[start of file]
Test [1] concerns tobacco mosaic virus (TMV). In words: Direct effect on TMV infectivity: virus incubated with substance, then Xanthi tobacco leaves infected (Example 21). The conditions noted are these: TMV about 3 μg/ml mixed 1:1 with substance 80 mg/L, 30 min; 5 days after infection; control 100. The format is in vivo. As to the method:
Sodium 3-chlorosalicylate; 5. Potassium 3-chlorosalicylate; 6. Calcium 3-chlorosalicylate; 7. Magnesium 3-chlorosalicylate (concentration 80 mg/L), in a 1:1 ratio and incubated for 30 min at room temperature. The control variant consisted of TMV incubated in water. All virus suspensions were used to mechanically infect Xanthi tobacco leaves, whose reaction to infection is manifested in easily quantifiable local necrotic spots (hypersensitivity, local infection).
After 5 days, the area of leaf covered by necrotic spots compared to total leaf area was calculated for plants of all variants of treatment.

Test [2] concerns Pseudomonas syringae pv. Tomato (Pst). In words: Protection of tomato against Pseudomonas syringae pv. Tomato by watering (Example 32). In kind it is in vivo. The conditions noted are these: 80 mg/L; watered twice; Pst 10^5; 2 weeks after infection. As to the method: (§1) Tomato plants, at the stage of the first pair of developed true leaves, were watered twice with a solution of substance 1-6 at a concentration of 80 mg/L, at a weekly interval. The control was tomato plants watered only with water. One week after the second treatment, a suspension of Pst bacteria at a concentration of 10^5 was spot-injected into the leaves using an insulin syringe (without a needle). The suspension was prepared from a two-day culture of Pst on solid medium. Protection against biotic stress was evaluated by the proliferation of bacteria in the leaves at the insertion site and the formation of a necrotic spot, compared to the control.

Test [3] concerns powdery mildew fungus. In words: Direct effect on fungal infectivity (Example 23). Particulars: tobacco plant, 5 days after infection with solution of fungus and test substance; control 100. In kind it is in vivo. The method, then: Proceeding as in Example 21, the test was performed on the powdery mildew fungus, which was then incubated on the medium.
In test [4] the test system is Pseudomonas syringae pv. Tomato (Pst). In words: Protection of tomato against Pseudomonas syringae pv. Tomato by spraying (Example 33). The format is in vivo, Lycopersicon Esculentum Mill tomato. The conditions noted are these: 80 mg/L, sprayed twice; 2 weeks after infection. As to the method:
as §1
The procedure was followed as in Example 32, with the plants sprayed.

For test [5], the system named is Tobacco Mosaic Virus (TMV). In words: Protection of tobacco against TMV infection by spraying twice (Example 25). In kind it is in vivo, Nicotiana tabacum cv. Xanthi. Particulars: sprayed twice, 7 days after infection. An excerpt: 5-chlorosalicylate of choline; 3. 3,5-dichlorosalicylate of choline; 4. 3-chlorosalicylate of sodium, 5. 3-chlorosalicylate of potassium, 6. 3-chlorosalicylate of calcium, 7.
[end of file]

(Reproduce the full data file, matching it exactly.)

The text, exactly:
Test [1] concerns tobacco mosaic virus (TMV). In words: Direct effect on TMV infectivity: virus incubated with substance, then Xanthi tobacco leaves infected (Example 21). The conditions noted are these: TMV about 3 μg/ml mixed 1:1 with substance 80 mg/L, 30 min; 5 days after infection; control 100. The format is in vivo. As to the method:
Sodium 3-chlorosalicylate; 5. Potassium 3-chlorosalicylate; 6. Calcium 3-chlorosalicylate; 7. Magnesium 3-chlorosalicylate (concentration 80 mg/L), in a 1:1 ratio and incubated for 30 min at room temperature. The control variant consisted of TMV incubated in water. All virus suspensions were used to mechanically infect Xanthi tobacco leaves, whose reaction to infection is manifested in easily quantifiable local necrotic spots (hypersensitivity, local infection).
After 5 days, the area of leaf covered by necrotic spots compared to total leaf area was calculated for plants of all variants of treatment.

Test [2] concerns Pseudomonas syringae pv. Tomato (Pst). In words: Protection of tomato against Pseudomonas syringae pv. Tomato by watering (Example 32). In kind it is in vivo. The conditions noted are these: 80 mg/L; watered twice; Pst 10^5; 2 weeks after infection. As to the method: (§1) Tomato plants, at the stage of the first pair of developed true leaves, were watered twice with a solution of substance 1-6 at a concentration of 80 mg/L, at a weekly interval. The control was tomato plants watered only with water. One week after the second treatment, a suspension of Pst bacteria at a concentration of 10^5 was spot-injected into the leaves using an insulin syringe (without a needle). The suspension was prepared from a two-day culture of Pst on solid medium. Protection against biotic stress was evaluated by the proliferation of bacteria in the leaves at the insertion site and the formation of a necrotic spot, compared to the control.

Test [3] concerns powdery mildew fungus. In words: Direct effect on fungal infectivity (Example 23). Particulars: tobacco plant, 5 days after infection with solution of fungus and test substance; control 100. In kind it is in vivo. The method, then: Proceeding as in Example 21, the test was performed on the powdery mildew fungus, which was then incubated on the medium.
In test [4] the test system is Pseudomonas syringae pv. Tomato (Pst). In words: Protection of tomato against Pseudomonas syringae pv. Tomato by spraying (Example 33). The format is in vivo, Lycopersicon Esculentum Mill tomato. The conditions noted are these: 80 mg/L, sprayed twice; 2 weeks after infection. As to the method:
as §1
The procedure was followed as in Example 32, with the plants sprayed.

For test [5], the system named is Tobacco Mosaic Virus (TMV). In words: Protection of tobacco against TMV infection by spraying twice (Example 25). In kind it is in vivo, Nicotiana tabacum cv. Xanthi. Particulars: sprayed twice, 7 days after infection. An excerpt: 5-chlorosalicylate of choline; 3. 3,5-dichlorosalicylate of choline; 4. 3-chlorosalicylate of sodium, 5. 3-chlorosalicylate of potassium, 6. 3-chlorosalicylate of calcium, 7.